When we talk about privacy, we’re also talking about safety. Here are 3 reasons why:
1. The definitions of both concepts show the links between the two.
Privacy means “… the right to be let alone, or freedom from interference or intrusion,” according to the International Association of Privacy Professionals (IAPP). Safety means being free from danger, injury or risk.
Privacy can provide a degree of safety.
In the digital space, data privacy can help achieve cyber safety. Data privacy or information privacy means the right to have some control over how your personal information is collected and used, while cyber safety means being free of risk or harm online, achieved through safe practices.
MySudo all-in-one privacy app is a cyber safety tool.
2. Being vigilant about privacy online can help to mitigate personal safety risks in everyday life.
Look at some recent crimes against social media influencers for a clear connection between giving out personal information in a public forum and risks to personal safety, such as a stalker in Japan who tracked down and assaulted a Japanese singer using her social media posts and selfies. He zoomed in on one image and studied the reflection of a train station in her eyes, quickly figuring out where she would be. Or the Missouri-based serial stalker who was arriving at bars before his victims simply by checking their social media posts. And who could forget the $10 million jewelry theft and personal attack on Kim Kardashian?
3. Data privacy aims to keep data (personal information) safe against improper access, theft or loss—most commonly, data breaches. Data breaches can risk your personal, reputational and financial safety.
You don’t have to be a social media star to have criminals access and use your personal information. A data breach is a security event where highly sensitive, confidential or protected information is accessed or disclosed without permission or is lost. Organizations, governments and individuals can be victims of data breaches, and usually these events are enormously costly in terms of time, money or corporate reputation.
In 2022, Apple, Meta, Twitter, Toyota, AirAsia, and Samsung all reported cyberattacks in the US, and Medibank, Australia’s largest health insurance provider, was badly hit in October. Tech.co lists almost fortnightly major attacks in this list.
According to IBM’s annual cost of a data breach report, data breach costs rose from $3.86 million to $4.24 million in 2021. The US suffers from the most data breaches and 45% of US companies have been hit by a data breach.
Data breaches expose highly sensitive personally identifiable information or PII. PII isn’t only email and passwords; it’s any data that can be used to identify a person, including name, SSN, passport number, driver’s license number, credit card details, residential addresses, telephone numbers, and photographic images, x-rays, and fingerprints. Here are more examples of sensitive personal data.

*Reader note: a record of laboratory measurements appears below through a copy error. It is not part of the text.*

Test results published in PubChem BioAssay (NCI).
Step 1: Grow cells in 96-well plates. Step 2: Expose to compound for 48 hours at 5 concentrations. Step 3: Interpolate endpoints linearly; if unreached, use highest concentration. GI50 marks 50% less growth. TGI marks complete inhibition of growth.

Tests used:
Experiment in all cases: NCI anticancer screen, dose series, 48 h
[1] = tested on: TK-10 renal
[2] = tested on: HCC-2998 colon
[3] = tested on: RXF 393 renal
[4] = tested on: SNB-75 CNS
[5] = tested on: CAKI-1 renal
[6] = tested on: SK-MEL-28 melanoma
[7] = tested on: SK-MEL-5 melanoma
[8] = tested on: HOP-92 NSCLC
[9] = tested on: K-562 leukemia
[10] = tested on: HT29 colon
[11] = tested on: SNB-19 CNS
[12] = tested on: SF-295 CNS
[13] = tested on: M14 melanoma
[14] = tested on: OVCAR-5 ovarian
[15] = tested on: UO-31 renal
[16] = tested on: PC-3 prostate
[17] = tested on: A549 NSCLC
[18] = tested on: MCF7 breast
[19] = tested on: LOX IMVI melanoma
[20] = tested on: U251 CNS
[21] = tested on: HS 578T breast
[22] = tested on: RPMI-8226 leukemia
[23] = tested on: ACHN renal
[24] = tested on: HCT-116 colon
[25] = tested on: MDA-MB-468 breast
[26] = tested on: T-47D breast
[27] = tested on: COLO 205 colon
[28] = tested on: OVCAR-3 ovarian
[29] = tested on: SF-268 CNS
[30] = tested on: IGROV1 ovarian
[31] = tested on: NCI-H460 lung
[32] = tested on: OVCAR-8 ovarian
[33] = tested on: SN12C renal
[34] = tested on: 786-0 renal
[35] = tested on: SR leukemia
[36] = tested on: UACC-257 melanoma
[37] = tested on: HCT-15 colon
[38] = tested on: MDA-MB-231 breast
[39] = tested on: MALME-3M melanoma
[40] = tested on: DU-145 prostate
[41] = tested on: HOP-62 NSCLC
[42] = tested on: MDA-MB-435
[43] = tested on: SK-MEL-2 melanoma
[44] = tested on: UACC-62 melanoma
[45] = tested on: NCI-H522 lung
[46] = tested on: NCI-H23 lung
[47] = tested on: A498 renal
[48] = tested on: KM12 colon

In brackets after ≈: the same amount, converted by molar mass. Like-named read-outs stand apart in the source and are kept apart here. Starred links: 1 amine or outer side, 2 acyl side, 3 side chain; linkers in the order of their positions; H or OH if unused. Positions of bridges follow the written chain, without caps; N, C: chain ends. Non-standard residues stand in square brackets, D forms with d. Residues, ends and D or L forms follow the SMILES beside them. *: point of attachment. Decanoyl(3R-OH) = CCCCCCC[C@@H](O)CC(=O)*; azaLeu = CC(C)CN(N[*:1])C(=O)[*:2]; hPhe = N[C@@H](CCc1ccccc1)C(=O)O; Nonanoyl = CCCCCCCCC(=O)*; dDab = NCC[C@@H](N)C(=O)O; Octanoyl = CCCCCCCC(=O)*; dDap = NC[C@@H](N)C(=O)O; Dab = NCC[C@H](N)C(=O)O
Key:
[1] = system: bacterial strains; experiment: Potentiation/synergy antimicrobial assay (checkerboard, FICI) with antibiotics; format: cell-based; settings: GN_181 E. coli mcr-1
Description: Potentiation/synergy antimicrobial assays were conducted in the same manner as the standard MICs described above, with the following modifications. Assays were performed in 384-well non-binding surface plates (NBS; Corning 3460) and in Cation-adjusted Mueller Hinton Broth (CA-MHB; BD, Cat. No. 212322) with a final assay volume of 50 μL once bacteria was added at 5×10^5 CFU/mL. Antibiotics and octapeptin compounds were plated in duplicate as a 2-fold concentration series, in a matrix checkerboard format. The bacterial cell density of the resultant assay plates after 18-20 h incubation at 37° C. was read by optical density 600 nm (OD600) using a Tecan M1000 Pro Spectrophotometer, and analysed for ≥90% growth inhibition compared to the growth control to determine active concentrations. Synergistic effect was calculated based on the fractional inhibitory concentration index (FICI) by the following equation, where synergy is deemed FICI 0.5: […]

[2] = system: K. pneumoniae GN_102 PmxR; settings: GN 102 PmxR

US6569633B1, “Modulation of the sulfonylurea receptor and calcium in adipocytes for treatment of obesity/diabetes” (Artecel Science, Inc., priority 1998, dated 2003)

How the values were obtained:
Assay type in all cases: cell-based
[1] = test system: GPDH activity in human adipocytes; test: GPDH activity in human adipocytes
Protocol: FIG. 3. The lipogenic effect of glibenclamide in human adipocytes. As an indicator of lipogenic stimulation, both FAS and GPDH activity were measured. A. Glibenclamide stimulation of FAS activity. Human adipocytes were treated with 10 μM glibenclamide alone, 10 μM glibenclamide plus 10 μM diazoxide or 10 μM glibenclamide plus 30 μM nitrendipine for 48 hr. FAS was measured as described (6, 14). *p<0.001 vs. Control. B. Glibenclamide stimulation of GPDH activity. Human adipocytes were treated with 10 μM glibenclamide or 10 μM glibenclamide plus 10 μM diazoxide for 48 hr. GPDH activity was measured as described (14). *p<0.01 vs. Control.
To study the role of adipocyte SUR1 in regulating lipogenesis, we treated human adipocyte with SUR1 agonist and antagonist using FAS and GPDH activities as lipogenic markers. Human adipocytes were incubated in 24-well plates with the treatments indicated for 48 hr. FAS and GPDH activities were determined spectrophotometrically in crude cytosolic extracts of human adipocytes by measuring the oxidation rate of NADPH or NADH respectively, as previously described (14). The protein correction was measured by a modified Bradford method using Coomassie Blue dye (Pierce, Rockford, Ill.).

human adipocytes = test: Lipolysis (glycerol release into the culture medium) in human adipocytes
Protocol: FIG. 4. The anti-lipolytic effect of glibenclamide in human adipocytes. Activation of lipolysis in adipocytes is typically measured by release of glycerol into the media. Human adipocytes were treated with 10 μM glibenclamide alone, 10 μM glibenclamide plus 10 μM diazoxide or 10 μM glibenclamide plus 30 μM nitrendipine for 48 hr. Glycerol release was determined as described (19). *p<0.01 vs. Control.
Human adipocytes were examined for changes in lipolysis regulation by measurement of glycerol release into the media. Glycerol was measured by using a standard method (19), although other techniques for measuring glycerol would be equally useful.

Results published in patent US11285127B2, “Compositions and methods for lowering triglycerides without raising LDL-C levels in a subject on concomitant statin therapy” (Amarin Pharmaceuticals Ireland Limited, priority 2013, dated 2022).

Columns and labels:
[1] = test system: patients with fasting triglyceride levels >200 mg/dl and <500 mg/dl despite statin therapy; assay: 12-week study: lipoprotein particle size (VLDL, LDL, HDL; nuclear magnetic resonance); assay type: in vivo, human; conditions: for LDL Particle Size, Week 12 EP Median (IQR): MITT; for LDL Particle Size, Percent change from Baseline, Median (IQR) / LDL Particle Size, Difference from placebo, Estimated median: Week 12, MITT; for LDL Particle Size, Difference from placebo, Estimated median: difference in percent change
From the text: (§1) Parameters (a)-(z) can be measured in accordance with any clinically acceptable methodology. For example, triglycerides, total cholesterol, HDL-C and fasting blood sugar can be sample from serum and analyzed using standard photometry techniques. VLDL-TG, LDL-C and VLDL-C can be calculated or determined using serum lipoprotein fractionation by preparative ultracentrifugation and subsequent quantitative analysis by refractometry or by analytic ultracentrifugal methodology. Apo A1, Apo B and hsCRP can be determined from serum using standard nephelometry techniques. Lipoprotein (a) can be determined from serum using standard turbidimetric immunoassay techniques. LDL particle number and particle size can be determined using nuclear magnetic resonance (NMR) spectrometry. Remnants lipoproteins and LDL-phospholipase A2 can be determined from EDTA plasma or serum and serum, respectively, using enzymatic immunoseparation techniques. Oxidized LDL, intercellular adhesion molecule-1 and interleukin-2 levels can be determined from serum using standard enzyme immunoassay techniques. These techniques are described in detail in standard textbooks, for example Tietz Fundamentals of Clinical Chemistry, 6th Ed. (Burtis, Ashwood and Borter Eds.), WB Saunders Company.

Criminals can sell the information or use it for their own malicious purposes, such as applying for a home or car loan, opening a new credit card or bank account, and even gaining access to existing personal accounts. Learn more.
Personal information being exposed online doesn’t only result in crime. Targeted advertising, the byproduct of the surveillance capitalism machine, can cause harm too. And while it’s not necessarily physical harm, it can be reputational or financial harm. For example:
- You buy your mother-in-law’s heart disease medication and suddenly your health insurance premium goes up.
- You spend time searching ‘car racing’ and now your car insurer sees you as ‘high risk’.
- Someone uses your driver’s license as ID on bad checks.
- An impostor commits a crime in your name, and you’re wrongly accused.
How to stay safe online
You can see that protecting your online privacy really means protecting your safety. MySudo all-in-one privacy app is a simple way to do it.
MySudo is different from other privacy apps in many ways, not least because it’s built around the Sudo, a secure, customizable digital identity or ‘profile’ that intentionally differentiates from your personal identity and protects your personal data.
A Sudo isn’t a ‘burner’ or fake ID—it’s a real, alternative identity that you can use anywhere your personal identity is required. Your Sudo profile is a secure stand-in for your personal identity, and it’s entirely under your control.
Each Sudo has a range of privacy capabilities and security features built into it, which is what makes MySudo the all-in-one privacy app. You assign each Sudo its own private and secure:
- Telephone numbers (with a monthly plan)
- Handles (free with SudoFree plan and included with every monthly plan)
- Private browsers
- Virtual payment cards.
Sure, there are other private messaging apps, private email, and browsing apps on the market, but you’d have to maintain an account with each separate service, which can be unwieldy. And some apps, even the big ones like Signal, ask for your personal phone number to set up the app – which we don’t do, and yet another way we’re different from most other apps on the market today. Read the 2 things MySudo does differently from most other apps.
Adding to the value, we extend the usability of the Sudo by offering you up to 9 separate Sudos in the app (depending on your monthly plan) so you can harness the power compartmentalization, the best data protection strategy on the planet.
Compartmentalization works on the principle of separating your personal information into different contexts (e.g. online shopping, travel, house hunting) so you lessen the impact if one context is breached. We explain compartmentalization in this article.
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